Finally, let your attention on the breath diminish, and notice just your thoughts.  Watch them as they come into your mind and watch them as they recede.  Like the breath, don’t try to control your thoughts or think in any certain way.  Just watch them.  When one thought recedes and another one comes up, pay attention to this new thought.  Let the old one just fade. Don’t try to stay with any one thought for any time.  When it leaves, it leaves.  Let it go.  Stay with this practice for as long as you like or as long as you have today.   Give yourself the gift of “me time ” even for just a little bit in all of the energy and connections of your celebrations.  I leave you with this poem as you return to your day.


Best Thanksgiving

Thanksgiving is here, so our minds have turned

To what time has taught us, to what we’ve learned:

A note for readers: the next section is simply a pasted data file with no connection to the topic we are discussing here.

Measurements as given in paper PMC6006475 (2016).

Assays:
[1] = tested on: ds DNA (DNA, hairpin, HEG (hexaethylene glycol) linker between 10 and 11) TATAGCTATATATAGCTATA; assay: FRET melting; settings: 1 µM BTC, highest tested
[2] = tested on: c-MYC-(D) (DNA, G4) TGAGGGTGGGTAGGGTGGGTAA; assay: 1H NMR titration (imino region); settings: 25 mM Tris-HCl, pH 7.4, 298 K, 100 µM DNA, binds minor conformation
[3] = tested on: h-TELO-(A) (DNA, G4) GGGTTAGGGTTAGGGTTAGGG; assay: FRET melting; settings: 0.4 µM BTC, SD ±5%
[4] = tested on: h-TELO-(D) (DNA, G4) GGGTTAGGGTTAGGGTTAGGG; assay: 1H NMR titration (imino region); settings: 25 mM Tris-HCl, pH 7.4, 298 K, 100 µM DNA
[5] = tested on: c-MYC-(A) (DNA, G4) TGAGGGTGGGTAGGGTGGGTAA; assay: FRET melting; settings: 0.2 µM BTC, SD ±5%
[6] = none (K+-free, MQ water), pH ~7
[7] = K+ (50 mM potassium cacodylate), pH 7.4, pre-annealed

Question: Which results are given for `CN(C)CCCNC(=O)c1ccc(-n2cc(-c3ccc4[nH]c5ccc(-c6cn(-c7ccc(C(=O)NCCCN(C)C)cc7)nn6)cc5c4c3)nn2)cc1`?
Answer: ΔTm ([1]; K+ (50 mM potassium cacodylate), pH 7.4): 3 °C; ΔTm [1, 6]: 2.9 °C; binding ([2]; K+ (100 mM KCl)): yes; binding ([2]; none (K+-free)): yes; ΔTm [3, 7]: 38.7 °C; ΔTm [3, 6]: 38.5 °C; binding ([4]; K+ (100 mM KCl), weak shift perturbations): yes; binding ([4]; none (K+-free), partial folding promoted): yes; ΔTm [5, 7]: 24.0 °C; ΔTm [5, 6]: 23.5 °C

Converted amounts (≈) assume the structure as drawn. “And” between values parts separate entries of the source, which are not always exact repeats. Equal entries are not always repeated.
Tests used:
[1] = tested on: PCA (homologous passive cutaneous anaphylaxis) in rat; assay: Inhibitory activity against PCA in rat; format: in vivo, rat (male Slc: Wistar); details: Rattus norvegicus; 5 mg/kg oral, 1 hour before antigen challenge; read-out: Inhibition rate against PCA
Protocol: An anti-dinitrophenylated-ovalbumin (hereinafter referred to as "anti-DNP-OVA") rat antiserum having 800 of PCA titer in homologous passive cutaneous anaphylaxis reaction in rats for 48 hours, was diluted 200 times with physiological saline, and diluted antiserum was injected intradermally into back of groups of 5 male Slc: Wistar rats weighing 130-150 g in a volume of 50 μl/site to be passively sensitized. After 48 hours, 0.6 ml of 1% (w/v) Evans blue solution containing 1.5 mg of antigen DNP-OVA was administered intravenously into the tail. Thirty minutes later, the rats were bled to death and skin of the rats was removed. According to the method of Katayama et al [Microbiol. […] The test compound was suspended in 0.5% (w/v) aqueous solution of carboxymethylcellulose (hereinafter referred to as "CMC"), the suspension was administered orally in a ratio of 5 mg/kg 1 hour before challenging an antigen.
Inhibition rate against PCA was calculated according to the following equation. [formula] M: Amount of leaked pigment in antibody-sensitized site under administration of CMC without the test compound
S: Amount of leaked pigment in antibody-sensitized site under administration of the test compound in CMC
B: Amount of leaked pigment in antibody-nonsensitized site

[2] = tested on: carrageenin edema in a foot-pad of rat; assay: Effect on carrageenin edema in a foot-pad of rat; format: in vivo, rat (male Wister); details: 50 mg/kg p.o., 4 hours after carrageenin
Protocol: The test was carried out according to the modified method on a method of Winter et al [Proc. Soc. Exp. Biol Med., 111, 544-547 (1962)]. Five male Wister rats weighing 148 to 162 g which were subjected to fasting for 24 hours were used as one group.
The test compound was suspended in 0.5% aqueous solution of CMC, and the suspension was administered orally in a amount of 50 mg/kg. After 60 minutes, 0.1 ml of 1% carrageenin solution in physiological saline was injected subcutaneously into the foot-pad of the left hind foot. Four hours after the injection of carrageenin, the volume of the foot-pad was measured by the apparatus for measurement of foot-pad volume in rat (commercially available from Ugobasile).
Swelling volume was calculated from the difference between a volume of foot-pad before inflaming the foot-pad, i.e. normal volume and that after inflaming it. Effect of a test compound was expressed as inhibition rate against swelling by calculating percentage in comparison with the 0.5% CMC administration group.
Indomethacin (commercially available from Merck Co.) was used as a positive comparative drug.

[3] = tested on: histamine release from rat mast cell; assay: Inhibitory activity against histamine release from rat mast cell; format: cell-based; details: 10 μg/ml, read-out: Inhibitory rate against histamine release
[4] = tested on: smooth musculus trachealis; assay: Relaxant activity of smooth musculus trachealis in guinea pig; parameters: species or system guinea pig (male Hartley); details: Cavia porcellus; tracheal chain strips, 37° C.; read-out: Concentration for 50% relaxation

We often focus all our thought

On shiny things we’ve shopped and bought.

We take our pleasure in material things,

Forgetting the pleasure that friendship brings.

If a lot of our stuff just vanished today,

We’d see the foundation of each happy day

Is special relationships, constant and true,

And that’s when our thoughts go directly to you.

We wish you a Thanksgiving you’ll never forget,

Full of love and joy—your best one yet!

Poem by Joanna Fuchs

Happy Thanksgiving!

Meditation for the shortening days


Winter is coming (John Snow)


In New England, it’s really here.  The first snowstorm of the season has arrived – a little too early for most of us. Everyone seems to have forgotten how to drive in the inclement weather.  The panic sets in.  Milk and bread are scarce in the grocery store aisles and yet, by some miracle, shelves are restocked to overflowing capacity by the very next day.